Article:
Due to a truly outstanding record at Coolum, defending champion PETER LONARD must be forgiven last week’s disappointing work on the greens. Last year’s success here was his third in six years in this event, and he’s finished 2nd and 5th on two of the others. He simply didn’t score well enough at Huntingdale, but encouragingly did rank 7th in the all-important greens in regulation stats. This factor, plus a couple of decent Fall Series efforts in the States, suggest to me that there is nothing fundamentally wrong with his game and that he can still take a hand in these triple-crown events.
Stuart Appleby is another former Coolum winner, albeit ten years ago when the event was less competitive. His effort last week was too bad to be true, but while I expect a much better show, Appleby is another for whom next week’s Australian Open may be more suitable. Richard Green could be a popular pick after performing with distinction at the World Cup, but the left-hander’s long-term record at Coolum is very ordinary.
PGA Tour regulars Matt Goggin and Nathan Green are very plausible candidates on their course and worldwide form. Goggin would be a banker place if repeating any of his three recent top-4s in the States or his runners-up effort here in 2005. On the downside, that was his only decent effort at Coolum in five tries, and 20/1 is a very short price about a man who hasn’t won anywhere since 1999.
Green improved out of all recognition on 2008 form to finish 4th at Huntingdale, and has been top-8 in each of the last three PGAs. That suggests he’ll go close again, but he’s looked wholly unconvincing when presented with numerous winning chances over the years. Significantly, Nathan’s sole win came after starting the final round with virtually no chance, and posting an early total.
We saw the best and the worst of TIM CLARK at Huntingdale. For three rounds, he looked the best player in the field. Yet after holding the halfway lead to become favourite, Clark’s third round was abysmal. No doubt, the South African has many questions to answer on the bottle front, but I am prepared to give him yet another chance. Coolum, which places a huge emphasis on greens in regulation, should suit him better than Huntingdale, and with an extra week’s acclimatisation to Aussie conditions, he will be hard to keep out of the frame.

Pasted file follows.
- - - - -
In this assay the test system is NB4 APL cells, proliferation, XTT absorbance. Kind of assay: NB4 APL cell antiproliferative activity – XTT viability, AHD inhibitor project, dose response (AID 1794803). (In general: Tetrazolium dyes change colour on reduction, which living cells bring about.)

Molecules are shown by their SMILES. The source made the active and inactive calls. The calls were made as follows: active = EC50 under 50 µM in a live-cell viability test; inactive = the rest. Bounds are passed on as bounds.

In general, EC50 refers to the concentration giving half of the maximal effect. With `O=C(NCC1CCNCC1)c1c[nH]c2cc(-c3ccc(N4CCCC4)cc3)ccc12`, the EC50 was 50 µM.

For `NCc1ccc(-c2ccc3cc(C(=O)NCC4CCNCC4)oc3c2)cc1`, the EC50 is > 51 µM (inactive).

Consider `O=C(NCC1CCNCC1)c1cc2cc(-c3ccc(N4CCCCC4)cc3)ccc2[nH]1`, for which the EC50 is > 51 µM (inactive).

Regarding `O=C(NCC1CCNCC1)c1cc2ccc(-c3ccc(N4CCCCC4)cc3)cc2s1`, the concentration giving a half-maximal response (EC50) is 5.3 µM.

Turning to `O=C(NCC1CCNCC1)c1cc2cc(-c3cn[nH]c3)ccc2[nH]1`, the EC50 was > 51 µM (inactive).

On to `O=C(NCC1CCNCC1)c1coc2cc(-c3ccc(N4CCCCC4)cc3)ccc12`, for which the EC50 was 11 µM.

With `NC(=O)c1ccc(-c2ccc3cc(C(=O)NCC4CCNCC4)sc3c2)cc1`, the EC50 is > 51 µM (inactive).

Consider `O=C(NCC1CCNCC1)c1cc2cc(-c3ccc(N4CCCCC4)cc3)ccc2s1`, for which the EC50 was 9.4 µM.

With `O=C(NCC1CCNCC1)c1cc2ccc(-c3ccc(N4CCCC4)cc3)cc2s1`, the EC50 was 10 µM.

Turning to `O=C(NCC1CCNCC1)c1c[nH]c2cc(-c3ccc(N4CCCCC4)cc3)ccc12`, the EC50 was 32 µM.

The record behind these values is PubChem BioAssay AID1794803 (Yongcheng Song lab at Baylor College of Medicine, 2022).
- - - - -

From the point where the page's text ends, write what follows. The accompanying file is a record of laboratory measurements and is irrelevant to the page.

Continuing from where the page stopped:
On the PGA Tour, JOHN SENDEN and MICHAEL SIM have been among the best of these recently. Sim’s last two US starts yielded very respectable finishes of 7th and 18th, and he shared the lead at Huntingdale before a poor final round. Hopefully that won’t have destroyed his confidence, because after finishing 3rd at Coolum last year he must be a serious contender.
Regular readers will know I’m a big fan of Senden when the course suits his ultra-accurate game. He’s won an Australian Open and on the PGA Tour previously, and runners-up spot in the PODS Championship last March represents some of the best form on offer amongst this field. Senden is on record as saying this venue favours him more than any other on the Aussie schedule, and is fancied to improve on consecutive 6th places in 2004 and 2005.
Others to consider for at least a place include PGA Tour also-rans Tim Wilkinson, Paul Goydos and Matt Kuchar, while Marc Leishman made good progress on the Nationwide Tour. Greg Chalmers and Scott Laycock are two experienced home players who have often prospered at Coolum in the past.
None make quite the appeal of WADE ORMSBY though. After a miserable 2008, Ormsby has at last found some form in recent weeks, most notably when finishing runner-up under the greatest of pressure at the European Tour Qualifying School. Ormsby’s record in this event is very encouraging for a relative outsider, making the top-7 three times in five visits, including 3rd in 2006.
Next page: Australian PGA Championship advised bets
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